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What was it like to take part in 1916 Rising or War of Independence?

You’ll soon be able to find out when witness statements are released online – including audio files made in the 1940s.

Trade unionist Jim Larkin's HQ left in ruins after the 1916 Rising in Dublin.
Trade unionist Jim Larkin's HQ left in ruins after the 1916 Rising in Dublin.
Image: Sport and General/S&G Barratts/EMPICS Archive/PA Images

AN IRISH MILITARY history website will soon be posting witness statements which detail the experiences of people involved in the 1916 Rising and the War of Independence.

The militaryarchives.ie site, operated by the Defence Forces, has today posted a new online collection of maps, plans and drawings of Irish barracks as part of its project to digitise the country’s military archives. Barracks built and maintained here from 1830 to 1980 can be viewed and the collection “contains many previously unseen architectural drawings”.

However, the site has plans to post valuable archives in the upcoming weeks which will relate first-hand accounts of the turbulent period from 1913 t0 1921. The statements were taken down – and in a small number of cases, recorded – by the Bureau of Military History which was set up in 1947 by the then Defence Minister Oscar Traynor. The report of the Director of the Bureau ten years later said that the objective was “to assemble and co-ordinate material to form the basis for the compilation of the history of the movement for Independence from the formation of the Irish Volunteers on 25th November 1913, to the 11th July 1921″.

While the archive does not take in accounts of the Irish Civil War, it does cover the period of the 1916 Rising and the War of Independence. According to militaryhistory.ie, we can expect:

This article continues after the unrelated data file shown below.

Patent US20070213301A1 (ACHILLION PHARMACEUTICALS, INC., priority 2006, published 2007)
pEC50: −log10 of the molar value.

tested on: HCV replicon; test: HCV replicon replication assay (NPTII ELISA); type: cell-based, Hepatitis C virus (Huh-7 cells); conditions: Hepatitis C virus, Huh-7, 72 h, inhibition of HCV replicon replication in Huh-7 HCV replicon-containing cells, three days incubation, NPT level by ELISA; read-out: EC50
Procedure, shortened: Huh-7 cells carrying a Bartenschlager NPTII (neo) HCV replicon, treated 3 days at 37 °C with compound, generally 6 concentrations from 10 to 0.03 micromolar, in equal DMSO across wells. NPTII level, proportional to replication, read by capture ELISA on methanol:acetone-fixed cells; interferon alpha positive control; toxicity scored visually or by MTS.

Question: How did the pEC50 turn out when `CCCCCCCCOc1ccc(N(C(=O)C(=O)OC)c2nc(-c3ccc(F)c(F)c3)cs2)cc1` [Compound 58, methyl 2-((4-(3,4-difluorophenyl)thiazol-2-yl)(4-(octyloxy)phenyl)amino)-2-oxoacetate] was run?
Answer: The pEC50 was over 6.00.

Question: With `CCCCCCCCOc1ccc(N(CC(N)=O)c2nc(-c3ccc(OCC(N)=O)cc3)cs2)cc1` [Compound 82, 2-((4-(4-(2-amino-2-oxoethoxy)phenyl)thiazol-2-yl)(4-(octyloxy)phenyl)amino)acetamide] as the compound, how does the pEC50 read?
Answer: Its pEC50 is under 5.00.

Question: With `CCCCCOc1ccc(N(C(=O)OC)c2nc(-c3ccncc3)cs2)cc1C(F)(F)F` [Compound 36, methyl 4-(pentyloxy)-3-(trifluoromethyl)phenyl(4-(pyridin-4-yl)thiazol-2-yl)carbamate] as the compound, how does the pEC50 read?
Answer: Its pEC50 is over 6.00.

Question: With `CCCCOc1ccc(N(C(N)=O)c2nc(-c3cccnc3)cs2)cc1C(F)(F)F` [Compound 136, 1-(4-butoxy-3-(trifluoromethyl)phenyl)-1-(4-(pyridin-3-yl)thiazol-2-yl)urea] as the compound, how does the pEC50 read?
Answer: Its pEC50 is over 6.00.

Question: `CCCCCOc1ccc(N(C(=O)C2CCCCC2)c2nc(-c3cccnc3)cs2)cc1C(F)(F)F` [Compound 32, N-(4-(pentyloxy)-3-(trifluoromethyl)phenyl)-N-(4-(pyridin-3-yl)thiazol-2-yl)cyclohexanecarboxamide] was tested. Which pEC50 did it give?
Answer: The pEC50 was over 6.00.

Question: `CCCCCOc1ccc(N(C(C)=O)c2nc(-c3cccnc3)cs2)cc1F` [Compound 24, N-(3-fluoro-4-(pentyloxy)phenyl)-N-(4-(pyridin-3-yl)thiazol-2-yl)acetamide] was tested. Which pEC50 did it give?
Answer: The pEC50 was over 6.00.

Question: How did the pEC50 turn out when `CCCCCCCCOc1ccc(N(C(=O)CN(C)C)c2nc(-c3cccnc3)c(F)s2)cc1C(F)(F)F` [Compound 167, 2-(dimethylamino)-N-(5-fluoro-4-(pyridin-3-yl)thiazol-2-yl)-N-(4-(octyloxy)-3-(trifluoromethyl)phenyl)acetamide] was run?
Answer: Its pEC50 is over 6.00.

• 1,773 witness statements
  • 334 sets of contemporary documents (including pamphlets, photographs, letters, drawings, posters, legal documents, newspaper clippings etc.)
  • 42 individual photograph collections
  • 210 photographs of action site during Easter Week taken subsequently by the Air Corps
  • 12 voice recordings (including one of Constance Markievicz who served in the Irish Citizens’ Army)

Those wondering if a relative might be one of those whose recollections were recorded by the Bureau can see in advance the full list of contributors here. Among them are the widows of Erskine Childers and Tom Barry, the brother of Michael Collins, Minister Ernest Blythe, the manager of the Gresham Hotel  on the day a British agent was assassinated there by the IRA on ‘Bloody Sunday’ 1920, and many members of the ‘old’ IRA and IRB, but also members of the Dublin Metropolitan Police, a prison warder in Mountjoy and many others across the spectrum of “sides” in the conflict.

See: In pictures – Revolutionary Ireland 1913-1923>

Read: ‘Secret’ Anglo-Irish Treaty of 6 December 1921 now online>

Slideshow: Auction of Independence items>

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